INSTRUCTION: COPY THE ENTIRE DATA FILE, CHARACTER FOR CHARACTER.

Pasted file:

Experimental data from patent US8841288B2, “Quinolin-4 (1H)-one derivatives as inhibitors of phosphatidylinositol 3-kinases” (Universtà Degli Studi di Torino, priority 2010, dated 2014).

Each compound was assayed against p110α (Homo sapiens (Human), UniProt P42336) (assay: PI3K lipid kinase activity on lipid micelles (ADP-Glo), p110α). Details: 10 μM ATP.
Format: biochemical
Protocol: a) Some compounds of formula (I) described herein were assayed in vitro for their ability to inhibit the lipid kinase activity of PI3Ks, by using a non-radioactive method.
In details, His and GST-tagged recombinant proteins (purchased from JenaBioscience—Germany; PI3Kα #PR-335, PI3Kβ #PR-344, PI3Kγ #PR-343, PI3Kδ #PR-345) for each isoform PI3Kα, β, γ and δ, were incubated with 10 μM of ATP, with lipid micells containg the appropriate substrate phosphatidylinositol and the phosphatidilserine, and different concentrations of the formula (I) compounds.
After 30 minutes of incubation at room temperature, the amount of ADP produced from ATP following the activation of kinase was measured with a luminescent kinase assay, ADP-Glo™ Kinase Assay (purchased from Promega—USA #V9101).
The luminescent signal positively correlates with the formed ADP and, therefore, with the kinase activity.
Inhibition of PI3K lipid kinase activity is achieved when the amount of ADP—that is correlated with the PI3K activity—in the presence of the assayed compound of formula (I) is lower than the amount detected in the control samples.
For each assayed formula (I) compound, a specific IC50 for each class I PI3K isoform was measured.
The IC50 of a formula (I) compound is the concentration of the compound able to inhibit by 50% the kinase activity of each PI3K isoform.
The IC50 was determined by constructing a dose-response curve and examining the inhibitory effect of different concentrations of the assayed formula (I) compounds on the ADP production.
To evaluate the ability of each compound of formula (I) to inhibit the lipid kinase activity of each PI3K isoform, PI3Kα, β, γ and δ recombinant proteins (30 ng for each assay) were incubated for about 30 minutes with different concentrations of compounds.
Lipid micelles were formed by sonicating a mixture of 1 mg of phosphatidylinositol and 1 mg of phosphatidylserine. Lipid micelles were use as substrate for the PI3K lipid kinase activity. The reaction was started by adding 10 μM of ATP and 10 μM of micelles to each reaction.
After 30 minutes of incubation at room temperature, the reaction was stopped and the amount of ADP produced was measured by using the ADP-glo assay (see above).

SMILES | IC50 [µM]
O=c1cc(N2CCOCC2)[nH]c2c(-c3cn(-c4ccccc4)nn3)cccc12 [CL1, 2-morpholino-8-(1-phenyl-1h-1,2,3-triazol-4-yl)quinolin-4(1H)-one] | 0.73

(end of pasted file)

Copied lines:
Experimental data from patent US8841288B2, “Quinolin-4 (1H)-one derivatives as inhibitors of phosphatidylinositol 3-kinases” (Universtà Degli Studi di Torino, priority 2010, dated 2014).

Each compound was assayed against p110α (Homo sapiens (Human), UniProt P42336) (assay: PI3K lipid kinase activity on lipid micelles (ADP-Glo), p110α). Details: 10 μM ATP.
Format: biochemical
Protocol: a) Some compounds of formula (I) described herein were assayed in vitro for their ability to inhibit the lipid kinase activity of PI3Ks, by using a non-radioactive method.
In details, His and GST-tagged recombinant proteins (purchased from JenaBioscience—Germany; PI3Kα #PR-335, PI3Kβ #PR-344, PI3Kγ #PR-343, PI3Kδ #PR-345) for each isoform PI3Kα, β, γ and δ, were incubated with 10 μM of ATP, with lipid micells containg the appropriate substrate phosphatidylinositol and the phosphatidilserine, and different concentrations of the formula (I) compounds.
After 30 minutes of incubation at room temperature, the amount of ADP produced from ATP following the activation of kinase was measured with a luminescent kinase assay, ADP-Glo™ Kinase Assay (purchased from Promega—USA #V9101).
The luminescent signal positively correlates with the formed ADP and, therefore, with the kinase activity.
Inhibition of PI3K lipid kinase activity is achieved when the amount of ADP—that is correlated with the PI3K activity—in the presence of the assayed compound of formula (I) is lower than the amount detected in the control samples.
For each assayed formula (I) compound, a specific IC50 for each class I PI3K isoform was measured.
The IC50 of a formula (I) compound is the concentration of the compound able to inhibit by 50% the kinase activity of each PI3K isoform.
The IC50 was determined by constructing a dose-response curve and examining the inhibitory effect of different concentrations of the assayed formula (I) compounds on the ADP production.
To evaluate the ability of each compound of formula (I) to inhibit the lipid kinase activity of each PI3K isoform, PI3Kα, β, γ and δ recombinant proteins (30 ng for each assay) were incubated for about 30 minutes with different concentrations of compounds.
Lipid micelles were formed by sonicating a mixture of 1 mg of phosphatidylinositol and 1 mg of phosphatidylserine. Lipid micelles were use as substrate for the PI3K lipid kinase activity. The reaction was started by adding 10 μM of ATP and 10 μM of micelles to each reaction.
After 30 minutes of incubation at room temperature, the reaction was stopped and the amount of ADP produced was measured by using the ADP-glo assay (see above).

SMILES | IC50 [µM]
O=c1cc(N2CCOCC2)[nH]c2c(-c3cn(-c4ccccc4)nn3)cccc12 [CL1, 2-morpholino-8-(1-phenyl-1h-1,2,3-triazol-4-yl)quinolin-4(1H)-one] | 0.73